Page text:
Despite being ensconced by CDs, Pollard still likes to spin vinyl.

Having visited this personal jazz vault several times over the years I never tire at slowly perusing the titles, wishing today’s circumstances would still allow me to do the same at local retail outlets—those were the days.

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Jazz and the Hunt

By Carl Glatzel, Editor

Never say never, or so I quickly learned one humid, summer afternoon at a used book store in southwest Houston.

Something In The Wind, 1969

I seldom get the opportunity to thumb through used record bins these days, so stumbling upon a collector’s item would almost seem out of the question. Defying all odds, I discovered something priceless — a worn-out LP copy of a 1969 The Winter Consort release, Something In The Wind. I know what you’re thinking — a dime a dozen. Well, this one was different. It was priced at only a dollar, hiding between tattered releases by Wendy (Walter) Carlos and Tony Orlando in a neglected clearance bin. Right off I was drawn to the thought-provoking photo of Paul Winter on the cover, proudly standing in a forest, dwarfed by a giant, emerald canopy — not unlike something out of the Jethro Tull catalog. Turning it over I noticed some scribbling on the back cover. I immediately jumped to conclusions, wondering why people are so careless with their LPs. Upon closer inspection I noticed it was a collection of autographs, each band member having signed their name and some including their respective instrument. Included in this group was the remarkable sitarist, and long-deceased, Collin Walcott. The wheels in my head were spinning out of control. How did this end up here of all places and in my hands? I felt as if I just found the Holy Grail tucked away in a dumpster behind a Taco Bell. And the kicker—all this for a dollar? That’s all I needed, off I went. I think I may have skipped to the register to purchase this small piece of jazz memorabilia.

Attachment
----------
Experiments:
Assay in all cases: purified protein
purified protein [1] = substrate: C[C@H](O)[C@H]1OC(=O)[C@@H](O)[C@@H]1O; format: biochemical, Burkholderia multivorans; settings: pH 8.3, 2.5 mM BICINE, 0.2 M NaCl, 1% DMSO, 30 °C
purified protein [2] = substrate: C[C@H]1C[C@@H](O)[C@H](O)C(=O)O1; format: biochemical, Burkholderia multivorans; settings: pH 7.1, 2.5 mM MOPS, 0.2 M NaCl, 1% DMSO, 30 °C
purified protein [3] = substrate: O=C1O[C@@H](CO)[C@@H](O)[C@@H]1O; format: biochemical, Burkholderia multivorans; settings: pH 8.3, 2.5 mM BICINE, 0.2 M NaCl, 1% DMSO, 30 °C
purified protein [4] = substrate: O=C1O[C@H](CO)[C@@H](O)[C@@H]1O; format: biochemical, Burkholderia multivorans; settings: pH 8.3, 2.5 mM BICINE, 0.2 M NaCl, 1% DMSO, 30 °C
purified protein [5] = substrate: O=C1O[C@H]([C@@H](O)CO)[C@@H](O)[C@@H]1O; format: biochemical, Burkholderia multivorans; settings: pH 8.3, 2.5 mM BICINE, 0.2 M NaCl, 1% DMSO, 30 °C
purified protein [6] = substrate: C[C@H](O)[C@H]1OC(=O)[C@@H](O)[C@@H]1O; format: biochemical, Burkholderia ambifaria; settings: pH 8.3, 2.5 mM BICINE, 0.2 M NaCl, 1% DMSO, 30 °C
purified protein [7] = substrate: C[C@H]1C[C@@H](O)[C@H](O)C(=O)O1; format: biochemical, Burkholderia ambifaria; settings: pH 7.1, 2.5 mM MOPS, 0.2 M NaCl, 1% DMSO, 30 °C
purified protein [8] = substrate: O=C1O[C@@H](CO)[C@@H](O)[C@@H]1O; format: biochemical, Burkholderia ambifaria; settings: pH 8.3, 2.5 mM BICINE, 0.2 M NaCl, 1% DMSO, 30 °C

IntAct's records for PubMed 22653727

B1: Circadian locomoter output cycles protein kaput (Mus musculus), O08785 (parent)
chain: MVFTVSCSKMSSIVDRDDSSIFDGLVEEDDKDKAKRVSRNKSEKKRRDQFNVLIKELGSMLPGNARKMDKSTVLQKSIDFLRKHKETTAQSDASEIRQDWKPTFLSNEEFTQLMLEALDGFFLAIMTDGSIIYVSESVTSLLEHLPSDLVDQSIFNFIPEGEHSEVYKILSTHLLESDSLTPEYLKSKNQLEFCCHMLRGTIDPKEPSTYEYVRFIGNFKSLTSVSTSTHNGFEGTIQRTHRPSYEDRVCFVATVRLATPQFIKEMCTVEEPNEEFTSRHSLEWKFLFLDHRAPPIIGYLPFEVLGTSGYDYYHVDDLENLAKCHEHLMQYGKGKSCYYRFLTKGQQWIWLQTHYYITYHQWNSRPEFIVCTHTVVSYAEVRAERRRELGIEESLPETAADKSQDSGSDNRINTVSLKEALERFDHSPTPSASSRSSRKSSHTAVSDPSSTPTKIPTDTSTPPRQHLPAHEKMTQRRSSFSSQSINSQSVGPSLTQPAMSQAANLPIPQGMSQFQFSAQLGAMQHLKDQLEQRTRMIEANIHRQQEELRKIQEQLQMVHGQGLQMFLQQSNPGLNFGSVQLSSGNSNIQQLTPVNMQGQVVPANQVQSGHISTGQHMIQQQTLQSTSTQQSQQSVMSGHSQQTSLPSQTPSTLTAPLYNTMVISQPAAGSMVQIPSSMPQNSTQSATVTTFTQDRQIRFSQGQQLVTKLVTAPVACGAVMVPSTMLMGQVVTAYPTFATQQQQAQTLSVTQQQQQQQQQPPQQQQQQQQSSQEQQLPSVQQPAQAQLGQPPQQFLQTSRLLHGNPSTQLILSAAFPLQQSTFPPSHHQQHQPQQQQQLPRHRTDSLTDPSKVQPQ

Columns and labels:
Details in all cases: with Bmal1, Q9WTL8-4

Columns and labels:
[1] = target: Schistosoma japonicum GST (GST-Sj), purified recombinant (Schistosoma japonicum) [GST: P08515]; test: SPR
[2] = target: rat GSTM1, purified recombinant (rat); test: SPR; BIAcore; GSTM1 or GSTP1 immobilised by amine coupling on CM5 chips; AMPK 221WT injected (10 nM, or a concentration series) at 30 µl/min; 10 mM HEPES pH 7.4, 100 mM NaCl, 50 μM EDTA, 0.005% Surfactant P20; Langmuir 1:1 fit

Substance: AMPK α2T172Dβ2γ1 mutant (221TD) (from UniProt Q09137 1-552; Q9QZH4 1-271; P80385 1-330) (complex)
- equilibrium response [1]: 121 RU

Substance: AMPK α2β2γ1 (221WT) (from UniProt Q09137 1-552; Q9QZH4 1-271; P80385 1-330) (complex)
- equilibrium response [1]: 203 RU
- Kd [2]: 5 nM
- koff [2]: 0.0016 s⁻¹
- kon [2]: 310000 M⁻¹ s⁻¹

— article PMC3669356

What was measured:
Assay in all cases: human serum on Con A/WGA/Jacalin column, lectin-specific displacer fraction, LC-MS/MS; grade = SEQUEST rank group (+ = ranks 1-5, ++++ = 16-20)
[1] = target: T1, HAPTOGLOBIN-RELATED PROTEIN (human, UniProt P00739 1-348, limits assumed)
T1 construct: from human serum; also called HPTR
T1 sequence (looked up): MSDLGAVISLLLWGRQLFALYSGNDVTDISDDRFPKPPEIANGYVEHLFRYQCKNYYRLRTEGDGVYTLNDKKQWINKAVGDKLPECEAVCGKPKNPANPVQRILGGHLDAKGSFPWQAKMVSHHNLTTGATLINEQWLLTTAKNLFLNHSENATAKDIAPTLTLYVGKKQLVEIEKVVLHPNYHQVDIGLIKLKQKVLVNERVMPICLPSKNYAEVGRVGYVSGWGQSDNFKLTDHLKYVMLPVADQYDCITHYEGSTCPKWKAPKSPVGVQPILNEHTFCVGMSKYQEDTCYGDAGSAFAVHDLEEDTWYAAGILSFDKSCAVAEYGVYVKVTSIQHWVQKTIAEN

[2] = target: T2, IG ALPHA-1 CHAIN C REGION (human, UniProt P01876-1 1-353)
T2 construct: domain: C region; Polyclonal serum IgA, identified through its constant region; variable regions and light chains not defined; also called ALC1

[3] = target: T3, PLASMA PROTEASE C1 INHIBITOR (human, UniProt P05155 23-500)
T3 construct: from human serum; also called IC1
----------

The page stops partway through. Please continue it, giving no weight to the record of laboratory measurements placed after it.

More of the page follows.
Something In The Wind, 1969. Autographed back cover.

It was priced at only a dollar, hiding between tattered releases by Wendy (Walter) Carlos and Tony Orlando in a neglected clearance bin.

Driving home with my treasure stowed safely out of harm’s way, I wondered how many more gems might still be out there — wasting away in written-off clearance bins or dusty attics. There’s no telling, but one thing’s for certain — you don’t have a snowball’s chance in Hades of laying your mitts on one without getting out there and looking under some rocks. Happy hunting!